Show-me state shows how to consolidate storage


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Playing politics
Technical challenges, however, pale in comparison to the financial and political challenges. The politics of IT consolidation in any organization can be fierce, with jobs and budgets at stake. The Missouri IT consolidation began as a political campaign promise. When Ross saw it as a monster, he was thinking about the politics involved, not the technical changes.

"It would be very hard for a CIO from the outside to come in and do this. My strength lay in being a long-term bureaucrat who had worked for both parties," says Ross. "This [consolidation] doesn't have a lot to do with technology," he adds, it has more to do with budgets, funding, appropriations and accounting.

Ross immediately brought in three top deputies to help him. One was a strategic planner, the second was the financial wizard and the third, Chris Wilkerson, was the true technologist.

Resistance to consolidation was expected from the start. "Yes, you lose autonomy, but there's no loss of [IT] service," says Ross. Resistance was about control, not service delivery. Ross made sure that every agency's service-level agreement was honored or they negotiated changes. Unlike past CIOs, who could make recommendations for change but had no power, Ross came to the task with the full power of the Governor's office behind

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him. He could transfer budgets and staff as required.

Jobs were another concern, as civil service employees are protected. Ross opened all top IT positions for anyone to apply. Some staffers chose to retire. "Nobody would lose their job due to the consolidation. No one was laid off," says Ross.

However, people would be asked to change and many would have to learn new IT skills. "We had one person who wouldn't take new training," recalls Ross. Without training, they couldn't do the job and were gone. "If they wanted job security they had to be prepared to learn new skills and change," he says.

The IT consolidation drove the demand for and growth of IT. But the consolidated IT organization is now 51 positions smaller than when Ross started. "We were able to leverage technology to keep staffing down," he says, which is good because Governor Blunt capped overall Missouri government at 60,000 employees. The consolidated IT organization has 1,186 employees.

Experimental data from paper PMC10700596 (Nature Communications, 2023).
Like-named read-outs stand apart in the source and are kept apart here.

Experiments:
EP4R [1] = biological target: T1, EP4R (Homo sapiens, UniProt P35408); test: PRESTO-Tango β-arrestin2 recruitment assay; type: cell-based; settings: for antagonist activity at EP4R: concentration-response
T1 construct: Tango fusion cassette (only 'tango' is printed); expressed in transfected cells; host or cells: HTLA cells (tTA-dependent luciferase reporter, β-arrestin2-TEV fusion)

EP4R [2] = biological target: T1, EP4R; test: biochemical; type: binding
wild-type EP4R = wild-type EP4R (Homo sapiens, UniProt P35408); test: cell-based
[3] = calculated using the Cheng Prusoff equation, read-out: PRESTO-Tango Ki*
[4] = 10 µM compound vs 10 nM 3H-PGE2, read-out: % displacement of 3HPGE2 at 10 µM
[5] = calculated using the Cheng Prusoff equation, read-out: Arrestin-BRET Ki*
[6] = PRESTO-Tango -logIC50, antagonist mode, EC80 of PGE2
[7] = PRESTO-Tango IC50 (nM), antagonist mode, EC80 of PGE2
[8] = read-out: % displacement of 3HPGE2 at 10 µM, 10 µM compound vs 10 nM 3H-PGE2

Agencies also played politics with the savings they would see from IT consolidation. "We automated a process that saved one agency $500,000 in postage expenses," says Ross. But the agency had to spend those savings before legislators grabbed it for use elsewhere (see "Lessons learned," below).

Lessons learned

  • Surround yourself with the right people. Designate outstanding people to handle critical planning, strategy, financial and technology tasks.

  • Consolidate as fast as possible. Changes in leadership mean there's a chance consolidation may never be completed or that it might get rolled back.

  • Preserve budget flexibility. Avoid getting locked into single-purpose budget allocations.

  • Expect rapid fabric growth. Avoid running out of ports or excessive hop counts.

  • Guard your consolidation savings. People will grab any available money they can identify.

  • Pay attention to politics. Technology is only one part, often the smaller part, of the consolidation challenge.

  • Consider skill sets. Jobs and responsibilities will change, often requiring training.

This was first published in November 2008

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